After further negotiations in London, Namirembe`s recommendations (with minor amendments) were adopted in July 1955 in the form of a new Buganda agreement that would “complement and, if necessary, amend” the 1900 agreement and not replace the 1900 agreement.   The main delay was due to a conflict between Mutesa`s desire to sign the final agreement in Buganda and the British opinion that his agreement was a precondition for his return.  The solution found was “an interim agreement that applies until Kabaka signs the main agreement in Buganda upon his return. This interim agreement will be on the same terms as the main agreement, outside the transitional arrangements, and after approval by Lukiko will be signed by Kabaka staff representatives. Six weeks after the appointment of Buganda`s ministers and the representative of the Buganda Legislative Council under the new agreements, [the British government] would allow Kabaka to return to Buganda, where it will sign the most important agreement.  The interim agreement was translated into Luganda and adopted on 15 August 1955.  In order to impose a solution to the deepening political crisis, Ugandan Governor Sir Andrew Cohen referred to [the Ugandan Agreement (1900) and called for Kabaka (Mutesa II) to be associated with British government policy, which favoured the pursuit of a single, unified, Ugandan state.[ 3] Kabaka refused.   Subsequently, the British government withdrew its recognition of Mutesa II as sovereign of Uganda, in accordance with Article 6 of the Ugandan Convention of 1900, and deported Mutesa to Britain.   News of Mutesa`s deportation severely shocked Baganda, causing a constitutional crisis.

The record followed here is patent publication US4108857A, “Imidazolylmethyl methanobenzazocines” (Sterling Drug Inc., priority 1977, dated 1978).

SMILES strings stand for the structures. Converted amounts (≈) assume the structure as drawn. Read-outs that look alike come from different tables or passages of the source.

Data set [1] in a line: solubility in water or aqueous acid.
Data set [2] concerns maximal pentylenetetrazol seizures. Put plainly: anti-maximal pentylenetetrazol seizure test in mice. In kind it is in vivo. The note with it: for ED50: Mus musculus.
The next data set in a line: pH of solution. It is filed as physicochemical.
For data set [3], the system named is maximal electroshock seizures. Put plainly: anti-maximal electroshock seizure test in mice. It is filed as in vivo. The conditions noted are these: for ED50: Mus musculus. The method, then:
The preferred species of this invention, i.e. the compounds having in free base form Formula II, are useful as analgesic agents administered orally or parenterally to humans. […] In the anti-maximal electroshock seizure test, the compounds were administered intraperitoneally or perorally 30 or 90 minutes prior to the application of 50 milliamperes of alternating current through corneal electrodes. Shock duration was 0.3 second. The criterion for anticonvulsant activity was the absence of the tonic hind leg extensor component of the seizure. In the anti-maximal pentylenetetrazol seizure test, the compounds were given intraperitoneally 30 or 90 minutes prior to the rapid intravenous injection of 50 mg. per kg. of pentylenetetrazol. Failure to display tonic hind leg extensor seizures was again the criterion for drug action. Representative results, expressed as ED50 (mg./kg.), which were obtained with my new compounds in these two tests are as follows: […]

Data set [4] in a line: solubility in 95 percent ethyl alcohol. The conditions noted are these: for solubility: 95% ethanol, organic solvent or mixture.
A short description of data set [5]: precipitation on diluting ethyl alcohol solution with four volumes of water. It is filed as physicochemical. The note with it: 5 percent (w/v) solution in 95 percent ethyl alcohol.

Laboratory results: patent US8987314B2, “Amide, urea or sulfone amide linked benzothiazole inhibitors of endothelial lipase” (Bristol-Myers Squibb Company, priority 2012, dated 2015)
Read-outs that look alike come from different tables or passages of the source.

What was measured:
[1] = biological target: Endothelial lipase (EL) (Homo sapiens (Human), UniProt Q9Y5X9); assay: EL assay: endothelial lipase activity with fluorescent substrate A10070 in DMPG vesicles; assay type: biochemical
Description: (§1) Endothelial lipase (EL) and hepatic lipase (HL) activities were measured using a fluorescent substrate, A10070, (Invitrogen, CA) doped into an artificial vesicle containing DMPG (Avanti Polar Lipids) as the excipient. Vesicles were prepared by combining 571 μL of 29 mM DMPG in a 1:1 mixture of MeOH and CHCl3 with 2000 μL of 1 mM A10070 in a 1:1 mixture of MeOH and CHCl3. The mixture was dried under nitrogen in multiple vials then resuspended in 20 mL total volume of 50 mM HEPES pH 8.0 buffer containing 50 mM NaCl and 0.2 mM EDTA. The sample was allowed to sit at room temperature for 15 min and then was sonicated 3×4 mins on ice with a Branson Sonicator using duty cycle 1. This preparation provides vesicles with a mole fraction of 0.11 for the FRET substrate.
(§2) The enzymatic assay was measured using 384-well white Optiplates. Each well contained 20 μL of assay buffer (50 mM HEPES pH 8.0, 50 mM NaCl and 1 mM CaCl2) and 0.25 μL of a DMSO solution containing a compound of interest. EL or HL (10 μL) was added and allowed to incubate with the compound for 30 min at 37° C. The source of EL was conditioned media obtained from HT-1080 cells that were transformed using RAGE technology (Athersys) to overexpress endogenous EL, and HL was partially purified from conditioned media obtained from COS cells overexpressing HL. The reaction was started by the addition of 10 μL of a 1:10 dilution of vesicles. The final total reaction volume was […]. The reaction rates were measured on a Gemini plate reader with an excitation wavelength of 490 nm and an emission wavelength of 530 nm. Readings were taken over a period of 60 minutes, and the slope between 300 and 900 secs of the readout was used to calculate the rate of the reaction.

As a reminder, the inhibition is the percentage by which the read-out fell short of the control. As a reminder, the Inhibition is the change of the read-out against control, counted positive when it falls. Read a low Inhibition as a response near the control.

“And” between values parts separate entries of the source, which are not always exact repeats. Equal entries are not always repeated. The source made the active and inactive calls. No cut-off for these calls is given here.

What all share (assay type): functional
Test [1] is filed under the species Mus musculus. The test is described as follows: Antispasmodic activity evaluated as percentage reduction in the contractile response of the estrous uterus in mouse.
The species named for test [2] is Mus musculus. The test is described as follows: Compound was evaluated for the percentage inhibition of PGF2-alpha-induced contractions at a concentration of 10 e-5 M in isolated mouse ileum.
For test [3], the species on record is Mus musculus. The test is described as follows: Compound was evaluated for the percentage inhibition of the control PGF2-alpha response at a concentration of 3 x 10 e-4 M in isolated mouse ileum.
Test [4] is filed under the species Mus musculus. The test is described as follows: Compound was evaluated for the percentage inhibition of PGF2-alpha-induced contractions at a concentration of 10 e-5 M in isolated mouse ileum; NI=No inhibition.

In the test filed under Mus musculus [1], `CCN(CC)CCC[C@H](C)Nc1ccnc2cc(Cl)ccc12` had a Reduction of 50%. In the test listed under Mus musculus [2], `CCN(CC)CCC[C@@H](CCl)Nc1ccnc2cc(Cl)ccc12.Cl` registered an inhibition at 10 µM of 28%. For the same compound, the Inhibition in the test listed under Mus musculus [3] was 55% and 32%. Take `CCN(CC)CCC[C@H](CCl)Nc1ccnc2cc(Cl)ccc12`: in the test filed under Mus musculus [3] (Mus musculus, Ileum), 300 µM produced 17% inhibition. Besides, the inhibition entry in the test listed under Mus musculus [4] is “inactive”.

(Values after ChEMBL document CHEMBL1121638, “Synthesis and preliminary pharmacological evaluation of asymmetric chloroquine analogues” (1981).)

Cohen preferred the immediate installation of a new Kabaka, which proved impossible, which required a more complete outcome of the negotiations.   The 1955 Convention October 18, 1955, the day after Muteesa`s return from exile, anh. The signing of the Buganda agreement led to the creation of a tax system based on the possession of firearms (gun tax) and residential areas (shelter tax). This tax system has earned money for the administration. I have now agreed with representatives of Buganda Lukiko on a new draft Buganda agreement that would complement and, if necessary, amend the 1900 agreement. After the adoption of the new agreement, Mutesa returned to Buganda and the main agreement was duly signed on 18 October.   At the end of the contract, the signatures of Kabaka, the governor and other witnesses appear.  If disputes between the two governments cannot be resolved by the establishment of an advisory committee, the matter is referred to a joint meeting chaired by the Governor, members of the Executive Council and the Ministers of Buganda.
This meeting not only takes into account the general interests of the protectorate, but also takes Buganda`s advice into full account. Such a meeting may also be convened, if necessary, to resolve any dispute arising from a governor`s response to a Greater Lukiko resolution, if the matter cannot be resolved through the ordinary consultation process between the minister concerned in Buganda and the resident. He added: “I will maintain the peace, order and good government of the Ugandan protectorate and I will entitle all kinds of people, in accordance with the above agreements, the Buganda Constitution, the laws and customs of Buganda and the laws of the Ugandan protectorate, without fear of favour, affection or ill will.” Article 3 of the Buganda Constitution of 1955 states: “Kabaka will succeed as before on the throne of Buganda by the ancestry and choice of the great Lukiiko. The name of the person elected by the great Lukiiko must be submitted to Her Majesty`s Government for approval, and no person shall be recognized as Kabaka de Buganda whose election has not received the approval of Her Majesty`s Government. I hope that this agreement will lead to a better understanding, because it aims at the general well-being of all parties involved.